Tyler spent 5 minutes sulking but then came to me with how a chicken lays an egg, that a harvester is used to cut grain and a radiator keeps a racecar’s engine cool.

Kendyl told me that “salta” was “jump” in Spanish and that purple is made by mixing red and blue.

When they were allowed to go, they were calm and interested in learning more about things.

And I realized, maybe I’m not such a bad parent after all.

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I’ve never wanted to be a teacher.

I don’t particularly like kids. I don’t like people, and kids are simply uncensored versions of us. All our ugliness, selfishness, meanness and obstinance with no filter, no politeness, no propriety. All those things that make it possible for us to be around each other without killing everyone outright.

I’m currently attending school to become a librarian. (I know, right?) My plans included getting my teaching credentials and teaching my way through grad school. Teaching was simply a way to lighten the financial load while I was pursuing my doctorate.

As some of you may know, I switched schools this semester. I moved from a suburban to an urban setting and my current school, as well as the subjects I am taking, touches on certain subjects having to do with urban issues. These issues include but are not limited to race and ethnicity, economic inequality, reduced opportunities and undereducation present in certain urban areas. These are subjects I was not entirely unfamiliar with, but nothing that I have ever experienced, having grown up in a predominantly upper-middle class white area.

I have also made a lot of friends at my new school. Some of my friends have come from very limited opportunity as well as many roadblocks, yet have preservered despite numerous points of opposition. I have repeatedly been impressed by the intelligence, hard work, ambition and talent among populations that have endured and continue to endure neglect, under-funding and blatant oppressive action perpetrated by both government and society.

Yet a question… The Question lingers in my mind.

This Question nags and pricks me as my friends go along their every day lives, working and studying and caring for their families. They are not impressed by themselves the way that I am. They carry an attitude of, “Of course I did… what was my other option? I didn’t want the alternative for myself. I’ve seen the consequences of inaction… and so I acted.” However, I have seen the other side. I have seen those with every opportunity at their disposal, throw away those opportunities. I have been one of those.

That Question needs answered, The Question that remains at the forefront of my mind.

How incredible the achievements if my friends had received an equal education? If the roadblocks had been lessened or removed? If their success had been considered by society the norm rather than the exception? How much could they have accomplished had they not had to battle everyday to simply stay afloat?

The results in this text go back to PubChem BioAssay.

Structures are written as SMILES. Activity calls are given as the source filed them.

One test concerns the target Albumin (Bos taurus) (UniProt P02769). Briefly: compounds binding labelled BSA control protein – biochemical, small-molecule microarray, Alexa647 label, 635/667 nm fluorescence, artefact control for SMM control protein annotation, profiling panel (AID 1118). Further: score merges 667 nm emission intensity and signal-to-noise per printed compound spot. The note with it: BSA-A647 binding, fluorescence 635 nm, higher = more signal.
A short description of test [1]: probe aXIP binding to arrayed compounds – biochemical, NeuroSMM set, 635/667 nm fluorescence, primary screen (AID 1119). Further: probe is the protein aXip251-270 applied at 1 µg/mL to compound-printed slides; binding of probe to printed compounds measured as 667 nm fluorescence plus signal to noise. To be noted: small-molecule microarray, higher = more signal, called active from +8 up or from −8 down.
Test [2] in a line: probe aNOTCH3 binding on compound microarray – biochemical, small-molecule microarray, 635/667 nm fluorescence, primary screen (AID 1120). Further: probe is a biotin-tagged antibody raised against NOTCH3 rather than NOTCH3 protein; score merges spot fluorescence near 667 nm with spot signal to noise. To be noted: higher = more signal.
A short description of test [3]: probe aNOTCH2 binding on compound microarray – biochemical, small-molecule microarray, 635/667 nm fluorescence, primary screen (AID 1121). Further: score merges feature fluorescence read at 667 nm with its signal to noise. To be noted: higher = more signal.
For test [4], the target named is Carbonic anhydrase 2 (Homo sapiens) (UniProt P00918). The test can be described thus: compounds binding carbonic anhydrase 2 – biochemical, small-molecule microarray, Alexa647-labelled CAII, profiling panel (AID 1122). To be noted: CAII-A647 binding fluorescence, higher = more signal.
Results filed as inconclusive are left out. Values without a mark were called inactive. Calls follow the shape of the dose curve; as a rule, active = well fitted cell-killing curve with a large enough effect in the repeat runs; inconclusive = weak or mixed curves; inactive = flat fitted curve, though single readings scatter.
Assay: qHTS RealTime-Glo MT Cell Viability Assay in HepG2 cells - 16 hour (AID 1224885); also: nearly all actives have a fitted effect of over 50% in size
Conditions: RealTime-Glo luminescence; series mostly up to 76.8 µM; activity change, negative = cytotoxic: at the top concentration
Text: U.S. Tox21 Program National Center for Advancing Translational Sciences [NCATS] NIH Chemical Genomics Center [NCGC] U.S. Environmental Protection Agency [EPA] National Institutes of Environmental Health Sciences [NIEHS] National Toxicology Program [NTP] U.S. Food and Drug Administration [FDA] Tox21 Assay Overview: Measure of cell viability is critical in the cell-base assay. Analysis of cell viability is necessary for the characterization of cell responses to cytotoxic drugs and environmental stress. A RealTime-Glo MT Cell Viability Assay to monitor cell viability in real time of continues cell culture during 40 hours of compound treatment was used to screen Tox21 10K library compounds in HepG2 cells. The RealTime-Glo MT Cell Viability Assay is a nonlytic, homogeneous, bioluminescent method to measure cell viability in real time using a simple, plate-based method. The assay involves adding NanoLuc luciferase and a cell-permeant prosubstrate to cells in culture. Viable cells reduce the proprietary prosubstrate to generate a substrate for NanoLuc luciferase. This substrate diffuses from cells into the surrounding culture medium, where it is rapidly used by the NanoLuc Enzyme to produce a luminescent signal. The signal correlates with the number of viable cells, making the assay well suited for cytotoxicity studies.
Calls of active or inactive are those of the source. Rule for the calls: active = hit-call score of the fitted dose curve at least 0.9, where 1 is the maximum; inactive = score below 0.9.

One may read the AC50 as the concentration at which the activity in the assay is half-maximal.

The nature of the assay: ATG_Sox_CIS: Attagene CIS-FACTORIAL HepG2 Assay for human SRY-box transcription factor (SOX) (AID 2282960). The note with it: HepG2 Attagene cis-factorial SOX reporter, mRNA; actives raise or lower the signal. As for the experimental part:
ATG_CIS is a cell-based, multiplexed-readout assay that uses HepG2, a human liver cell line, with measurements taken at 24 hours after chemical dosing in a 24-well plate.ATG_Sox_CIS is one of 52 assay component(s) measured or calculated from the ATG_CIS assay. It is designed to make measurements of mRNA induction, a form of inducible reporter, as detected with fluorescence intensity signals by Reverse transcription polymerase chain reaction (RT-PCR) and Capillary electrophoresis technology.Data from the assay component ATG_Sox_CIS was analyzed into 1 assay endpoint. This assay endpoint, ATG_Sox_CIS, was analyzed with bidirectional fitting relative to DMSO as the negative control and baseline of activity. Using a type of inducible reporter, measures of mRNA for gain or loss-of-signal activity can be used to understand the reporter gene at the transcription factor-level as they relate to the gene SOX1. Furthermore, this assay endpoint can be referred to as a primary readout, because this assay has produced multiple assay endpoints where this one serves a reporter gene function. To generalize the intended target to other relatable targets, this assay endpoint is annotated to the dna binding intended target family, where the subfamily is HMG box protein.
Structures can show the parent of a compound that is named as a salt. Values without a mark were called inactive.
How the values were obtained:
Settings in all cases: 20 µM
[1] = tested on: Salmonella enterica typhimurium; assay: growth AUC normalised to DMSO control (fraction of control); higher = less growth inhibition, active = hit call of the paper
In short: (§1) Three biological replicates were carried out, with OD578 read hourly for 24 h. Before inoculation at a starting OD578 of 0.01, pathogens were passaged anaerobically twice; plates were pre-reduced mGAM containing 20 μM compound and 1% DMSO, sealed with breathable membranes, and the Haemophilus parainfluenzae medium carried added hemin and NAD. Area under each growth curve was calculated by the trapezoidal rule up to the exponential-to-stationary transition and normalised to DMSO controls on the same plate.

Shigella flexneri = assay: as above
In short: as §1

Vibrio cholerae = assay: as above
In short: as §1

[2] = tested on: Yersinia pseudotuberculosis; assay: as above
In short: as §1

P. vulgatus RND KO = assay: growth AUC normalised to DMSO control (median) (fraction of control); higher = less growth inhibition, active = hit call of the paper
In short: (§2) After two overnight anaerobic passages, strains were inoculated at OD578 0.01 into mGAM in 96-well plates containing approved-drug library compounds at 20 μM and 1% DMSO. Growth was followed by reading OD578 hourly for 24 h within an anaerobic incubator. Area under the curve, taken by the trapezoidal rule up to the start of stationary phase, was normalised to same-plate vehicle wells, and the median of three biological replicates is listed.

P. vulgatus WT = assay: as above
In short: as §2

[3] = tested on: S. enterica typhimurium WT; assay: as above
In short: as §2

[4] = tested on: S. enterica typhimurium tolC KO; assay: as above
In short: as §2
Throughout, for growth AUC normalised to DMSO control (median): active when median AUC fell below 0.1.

And how many amazing minds and glaring potential has been drowned in this fretful sea? How many have been caught in the crossfire?

Have we lost the next Einstein? Did we miss out on another Tesla, another Margret Thatcher, or another Louis Pasteur only because that person grew up in Watts, Compton or East LA, and the pressure was too much to bear? The schools they attended were underfunded, the neighborhood too dangerous to venture out into, and not much was expected of them anyway. We will never see what those minds were capable of had they been nurtured and allowed to grow, that wealth is lost to the world forever. Those for whom this is a factor will live very different lives than if they had been guided down a path of education, and the lives of their children and their children’s children are also deeply affected. By not offering everyone equal opportunities to learn and progress, we are taking part in shaping yet another generation shrouded in untapped potential.

I am currently being offered a spot in the comprehensive Urban Teacher Fellowship Program here in Los Angeles. I had never had any aspirations of becoming a teacher, although I already had plans of attaining my credentials. I am going to participate in the program, regardless of the career path I ultimately choose.

But I know myself. I know that the more I learn about these subjects, the more I am obligated within myself to work with those who struggle to resolve the issues standing in the way of people and progress. It is fair and right.

Sometimes I wonder why my life has taken certain paths. Why, with a silver spoon in my mouth, I chose instead to take a path down homelessness, drug abuse, domestic violence and poverty? And if I believe in any destiny at all, I have to believe I experienced those things so that I could use my talents to help others find the strength to escape those harsh realities.

I will not be able to achieve that in the dusty corners of a research library, no matter how much beautiful information lies within those hallowed walls.

I can only achieve this within the classroom.